surpassing reality…with contemporary classical painting
The theoretical musings of a whole battalion of academics, art critics and curators over the last five decades or so, have successfully weaned young artists off the concept of developing ‘skill’ or ‘talent’ as the prime tools for art creation. They argued (at one time) that, emotionally content and abstract application, was the essential thing to hold dear. After that dogma of the early 20th century it became usurped by the intellect or rather that it was the ‘idea’ of the art, that was even more important. And whoever created the ‘Art’ itself was irrelevant or unimportant. Which is pretty much what was presented by and in the shape of the ‘stars’ of the then contemporary Art world in the latter half of the 20th century. We now call this Art – Post Modernism.
However, there has been a seismic change in Art viewpoints of late. The www has, in a relative short period of time, democratised visual art and freed it to a large extent. We now witness, on a daily basis (on social media), what is probably the widest array of visual art that has been seen for generations.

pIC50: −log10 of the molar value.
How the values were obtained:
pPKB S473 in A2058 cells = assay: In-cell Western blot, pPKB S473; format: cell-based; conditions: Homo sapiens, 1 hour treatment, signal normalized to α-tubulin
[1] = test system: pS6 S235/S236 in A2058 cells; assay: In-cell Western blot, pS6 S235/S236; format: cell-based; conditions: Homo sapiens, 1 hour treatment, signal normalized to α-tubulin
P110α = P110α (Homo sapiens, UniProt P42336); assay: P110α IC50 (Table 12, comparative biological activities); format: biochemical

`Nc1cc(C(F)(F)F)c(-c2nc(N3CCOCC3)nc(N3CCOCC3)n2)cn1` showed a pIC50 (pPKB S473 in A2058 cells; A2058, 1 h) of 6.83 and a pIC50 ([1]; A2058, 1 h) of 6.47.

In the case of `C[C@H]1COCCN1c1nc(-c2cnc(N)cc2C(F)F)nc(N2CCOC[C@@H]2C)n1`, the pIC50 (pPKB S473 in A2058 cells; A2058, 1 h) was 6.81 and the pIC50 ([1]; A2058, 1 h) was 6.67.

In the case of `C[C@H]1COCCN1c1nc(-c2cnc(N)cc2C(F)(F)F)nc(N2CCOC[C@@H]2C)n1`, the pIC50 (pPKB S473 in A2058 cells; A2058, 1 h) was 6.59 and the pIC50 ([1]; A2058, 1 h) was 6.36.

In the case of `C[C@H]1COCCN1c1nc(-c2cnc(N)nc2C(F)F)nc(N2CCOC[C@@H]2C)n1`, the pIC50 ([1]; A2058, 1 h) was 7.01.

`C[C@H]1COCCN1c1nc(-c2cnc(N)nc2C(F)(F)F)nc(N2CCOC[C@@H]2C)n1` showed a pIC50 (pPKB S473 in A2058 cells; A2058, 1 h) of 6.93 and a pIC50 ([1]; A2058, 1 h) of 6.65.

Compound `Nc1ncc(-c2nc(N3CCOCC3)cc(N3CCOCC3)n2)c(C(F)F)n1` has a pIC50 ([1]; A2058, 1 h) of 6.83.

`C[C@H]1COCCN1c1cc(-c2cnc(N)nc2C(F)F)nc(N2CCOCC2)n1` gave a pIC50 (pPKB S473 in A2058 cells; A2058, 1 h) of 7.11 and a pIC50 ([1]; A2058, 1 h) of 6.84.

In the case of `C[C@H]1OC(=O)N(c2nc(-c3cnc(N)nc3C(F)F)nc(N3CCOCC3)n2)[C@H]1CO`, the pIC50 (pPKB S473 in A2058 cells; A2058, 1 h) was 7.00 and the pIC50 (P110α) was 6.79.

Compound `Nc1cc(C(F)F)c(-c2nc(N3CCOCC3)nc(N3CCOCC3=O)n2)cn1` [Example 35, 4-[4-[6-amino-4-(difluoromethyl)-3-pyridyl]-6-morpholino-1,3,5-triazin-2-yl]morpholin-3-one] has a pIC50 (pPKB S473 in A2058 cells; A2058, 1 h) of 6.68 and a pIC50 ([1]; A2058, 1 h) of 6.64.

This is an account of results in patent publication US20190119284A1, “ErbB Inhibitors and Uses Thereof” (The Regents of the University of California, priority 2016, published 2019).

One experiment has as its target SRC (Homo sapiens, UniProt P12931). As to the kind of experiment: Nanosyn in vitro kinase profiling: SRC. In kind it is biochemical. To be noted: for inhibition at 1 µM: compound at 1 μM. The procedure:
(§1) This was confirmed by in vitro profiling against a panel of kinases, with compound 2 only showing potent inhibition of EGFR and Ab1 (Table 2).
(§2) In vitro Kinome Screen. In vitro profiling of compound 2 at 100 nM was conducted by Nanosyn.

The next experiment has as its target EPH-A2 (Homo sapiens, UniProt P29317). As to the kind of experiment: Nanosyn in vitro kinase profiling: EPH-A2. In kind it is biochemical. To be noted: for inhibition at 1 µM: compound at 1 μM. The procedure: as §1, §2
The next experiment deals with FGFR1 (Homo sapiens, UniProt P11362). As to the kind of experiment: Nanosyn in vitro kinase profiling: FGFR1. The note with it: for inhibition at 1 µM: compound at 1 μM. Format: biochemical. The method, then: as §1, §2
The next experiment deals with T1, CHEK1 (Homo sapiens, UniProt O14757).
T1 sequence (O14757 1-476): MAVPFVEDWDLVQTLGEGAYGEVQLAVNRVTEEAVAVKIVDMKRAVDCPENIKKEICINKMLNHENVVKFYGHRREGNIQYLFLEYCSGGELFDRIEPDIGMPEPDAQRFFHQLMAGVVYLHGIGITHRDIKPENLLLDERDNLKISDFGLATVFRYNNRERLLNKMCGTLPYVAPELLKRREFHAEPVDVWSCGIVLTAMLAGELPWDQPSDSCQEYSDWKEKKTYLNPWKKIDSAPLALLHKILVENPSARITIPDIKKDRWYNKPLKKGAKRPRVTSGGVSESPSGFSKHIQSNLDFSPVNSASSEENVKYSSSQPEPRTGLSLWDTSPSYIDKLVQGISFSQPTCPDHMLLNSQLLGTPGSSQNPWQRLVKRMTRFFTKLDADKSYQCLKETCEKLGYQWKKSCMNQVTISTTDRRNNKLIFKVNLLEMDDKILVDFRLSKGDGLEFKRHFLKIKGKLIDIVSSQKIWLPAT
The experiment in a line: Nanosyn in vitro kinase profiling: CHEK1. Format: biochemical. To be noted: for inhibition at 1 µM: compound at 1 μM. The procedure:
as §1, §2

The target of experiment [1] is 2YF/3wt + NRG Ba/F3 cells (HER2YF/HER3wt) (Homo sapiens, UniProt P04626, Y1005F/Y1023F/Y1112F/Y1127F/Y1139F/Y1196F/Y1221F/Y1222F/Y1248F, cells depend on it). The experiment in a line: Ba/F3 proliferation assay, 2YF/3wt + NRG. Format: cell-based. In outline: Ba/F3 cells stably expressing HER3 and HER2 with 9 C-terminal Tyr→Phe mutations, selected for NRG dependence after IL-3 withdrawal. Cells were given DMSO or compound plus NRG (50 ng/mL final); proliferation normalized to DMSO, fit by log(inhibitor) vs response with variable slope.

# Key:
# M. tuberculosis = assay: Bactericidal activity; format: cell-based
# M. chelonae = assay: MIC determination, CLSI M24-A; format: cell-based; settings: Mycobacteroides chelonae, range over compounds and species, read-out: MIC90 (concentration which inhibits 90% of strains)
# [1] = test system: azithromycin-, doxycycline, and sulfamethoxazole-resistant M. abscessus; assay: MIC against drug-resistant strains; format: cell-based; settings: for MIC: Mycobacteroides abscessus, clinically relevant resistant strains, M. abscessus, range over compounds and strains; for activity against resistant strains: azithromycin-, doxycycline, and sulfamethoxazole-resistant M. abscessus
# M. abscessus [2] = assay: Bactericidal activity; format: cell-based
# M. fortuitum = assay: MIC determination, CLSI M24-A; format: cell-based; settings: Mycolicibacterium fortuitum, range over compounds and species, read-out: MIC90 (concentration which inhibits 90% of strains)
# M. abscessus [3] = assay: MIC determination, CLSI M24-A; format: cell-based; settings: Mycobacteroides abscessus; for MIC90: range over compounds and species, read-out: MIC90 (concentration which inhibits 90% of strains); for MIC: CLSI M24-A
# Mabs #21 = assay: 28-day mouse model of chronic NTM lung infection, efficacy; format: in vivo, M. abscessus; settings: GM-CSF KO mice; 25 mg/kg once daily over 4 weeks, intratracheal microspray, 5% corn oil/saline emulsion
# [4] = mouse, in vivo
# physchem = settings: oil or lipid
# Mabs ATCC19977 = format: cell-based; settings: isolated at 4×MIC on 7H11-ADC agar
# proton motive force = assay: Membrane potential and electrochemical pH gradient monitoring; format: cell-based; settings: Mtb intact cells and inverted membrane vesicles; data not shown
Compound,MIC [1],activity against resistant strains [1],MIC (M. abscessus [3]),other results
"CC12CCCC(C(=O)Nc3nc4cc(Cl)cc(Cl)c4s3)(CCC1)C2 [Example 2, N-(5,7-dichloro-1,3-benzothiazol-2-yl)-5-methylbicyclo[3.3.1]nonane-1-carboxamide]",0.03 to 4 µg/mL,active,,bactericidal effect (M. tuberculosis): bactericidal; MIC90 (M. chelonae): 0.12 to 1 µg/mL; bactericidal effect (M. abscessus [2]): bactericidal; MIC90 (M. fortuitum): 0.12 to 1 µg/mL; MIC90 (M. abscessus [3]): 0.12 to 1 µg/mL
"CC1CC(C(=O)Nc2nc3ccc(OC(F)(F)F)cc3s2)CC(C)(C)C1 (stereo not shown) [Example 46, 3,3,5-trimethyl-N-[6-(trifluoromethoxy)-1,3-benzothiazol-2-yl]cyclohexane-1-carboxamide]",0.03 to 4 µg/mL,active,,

However, intellectual visual art hangs on in the inner circles of the many of the Art institutions. They still insist to go blindly around ignoring or in some cases, dismissing many visual artists as, non-progressives, or backward-thinking or worse still, non-contributory artists for a new millennium. Of course these same band of culture experts admire anyone who takes Art from the past and reproduces it, or more accurately, copies it, as this is seen as advanced Post-Post Modernism and in keeping with that old adage they have promoted for so long,
“everything in painting has been done already, so why bother to paint at all.”
It is probably the ‘realist’ paintings of today that attract the most venomous critic. After all they’d say, what is the point of copying something in front of you, when we now have the digital camera? – And to a large extent I totally agree with that statement. What I think they missed is the point of the process of painting, one that changes the reality and why that entails a complex relationship that a painter has to develop along with the work. And not only from spending a great deal of time working with it and helping to create something that didn’t exist before, but to understand that process fully one has to actually paint, not talk about, not write about, and certainly not curate, to gain that total understanding of why painters still paint, by hand.